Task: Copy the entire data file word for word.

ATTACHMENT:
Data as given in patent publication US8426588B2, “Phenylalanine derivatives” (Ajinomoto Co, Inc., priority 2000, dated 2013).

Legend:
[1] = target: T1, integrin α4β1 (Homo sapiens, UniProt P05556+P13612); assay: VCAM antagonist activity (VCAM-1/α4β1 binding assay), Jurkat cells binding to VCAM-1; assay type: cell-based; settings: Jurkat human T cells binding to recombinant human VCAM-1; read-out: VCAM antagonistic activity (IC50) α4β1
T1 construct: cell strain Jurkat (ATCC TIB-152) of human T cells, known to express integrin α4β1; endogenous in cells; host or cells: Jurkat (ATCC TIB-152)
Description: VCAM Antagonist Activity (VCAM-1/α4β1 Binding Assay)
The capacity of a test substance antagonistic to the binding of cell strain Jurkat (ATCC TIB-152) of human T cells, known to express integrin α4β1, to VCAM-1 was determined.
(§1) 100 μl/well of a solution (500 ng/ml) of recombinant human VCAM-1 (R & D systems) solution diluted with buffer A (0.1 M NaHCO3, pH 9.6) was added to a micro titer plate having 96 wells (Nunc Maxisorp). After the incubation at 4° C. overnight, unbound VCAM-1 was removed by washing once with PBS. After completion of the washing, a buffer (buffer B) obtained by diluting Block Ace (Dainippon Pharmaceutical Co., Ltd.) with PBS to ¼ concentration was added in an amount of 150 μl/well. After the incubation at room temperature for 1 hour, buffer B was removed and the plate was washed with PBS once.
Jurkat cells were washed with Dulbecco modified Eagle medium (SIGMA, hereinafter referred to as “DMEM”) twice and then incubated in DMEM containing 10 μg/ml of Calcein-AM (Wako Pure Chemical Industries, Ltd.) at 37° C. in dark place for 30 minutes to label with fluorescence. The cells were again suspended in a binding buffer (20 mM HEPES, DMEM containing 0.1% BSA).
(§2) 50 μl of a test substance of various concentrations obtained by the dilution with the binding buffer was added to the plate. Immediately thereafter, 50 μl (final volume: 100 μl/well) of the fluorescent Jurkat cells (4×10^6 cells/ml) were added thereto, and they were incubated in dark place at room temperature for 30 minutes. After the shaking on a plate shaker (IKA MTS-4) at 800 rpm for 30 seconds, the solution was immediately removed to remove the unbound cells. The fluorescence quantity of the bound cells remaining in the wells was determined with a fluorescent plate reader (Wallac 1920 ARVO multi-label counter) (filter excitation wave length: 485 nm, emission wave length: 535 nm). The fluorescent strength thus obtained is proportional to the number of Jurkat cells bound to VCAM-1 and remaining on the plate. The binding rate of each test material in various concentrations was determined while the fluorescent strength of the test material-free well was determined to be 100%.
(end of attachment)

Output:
Data as given in patent publication US8426588B2, “Phenylalanine derivatives” (Ajinomoto Co, Inc., priority 2000, dated 2013).

Legend:
[1] = target: T1, integrin α4β1 (Homo sapiens, UniProt P05556+P13612); assay: VCAM antagonist activity (VCAM-1/α4β1 binding assay), Jurkat cells binding to VCAM-1; assay type: cell-based; settings: Jurkat human T cells binding to recombinant human VCAM-1; read-out: VCAM antagonistic activity (IC50) α4β1
T1 construct: cell strain Jurkat (ATCC TIB-152) of human T cells, known to express integrin α4β1; endogenous in cells; host or cells: Jurkat (ATCC TIB-152)
Description: VCAM Antagonist Activity (VCAM-1/α4β1 Binding Assay)
The capacity of a test substance antagonistic to the binding of cell strain Jurkat (ATCC TIB-152) of human T cells, known to express integrin α4β1, to VCAM-1 was determined.
(§1) 100 μl/well of a solution (500 ng/ml) of recombinant human VCAM-1 (R & D systems) solution diluted with buffer A (0.1 M NaHCO3, pH 9.6) was added to a micro titer plate having 96 wells (Nunc Maxisorp). After the incubation at 4° C. overnight, unbound VCAM-1 was removed by washing once with PBS. After completion of the washing, a buffer (buffer B) obtained by diluting Block Ace (Dainippon Pharmaceutical Co., Ltd.) with PBS to ¼ concentration was added in an amount of 150 μl/well. After the incubation at room temperature for 1 hour, buffer B was removed and the plate was washed with PBS once.
Jurkat cells were washed with Dulbecco modified Eagle medium (SIGMA, hereinafter referred to as “DMEM”) twice and then incubated in DMEM containing 10 μg/ml of Calcein-AM (Wako Pure Chemical Industries, Ltd.) at 37° C. in dark place for 30 minutes to label with fluorescence. The cells were again suspended in a binding buffer (20 mM HEPES, DMEM containing 0.1% BSA).
(§2) 50 μl of a test substance of various concentrations obtained by the dilution with the binding buffer was added to the plate. Immediately thereafter, 50 μl (final volume: 100 μl/well) of the fluorescent Jurkat cells (4×10^6 cells/ml) were added thereto, and they were incubated in dark place at room temperature for 30 minutes. After the shaking on a plate shaker (IKA MTS-4) at 800 rpm for 30 seconds, the solution was immediately removed to remove the unbound cells. The fluorescence quantity of the bound cells remaining in the wells was determined with a fluorescent plate reader (Wallac 1920 ARVO multi-label counter) (filter excitation wave length: 485 nm, emission wave length: 535 nm). The fluorescent strength thus obtained is proportional to the number of Jurkat cells bound to VCAM-1 and remaining on the plate. The binding rate of each test material in various concentrations was determined while the fluorescent strength of the test material-free well was determined to be 100%.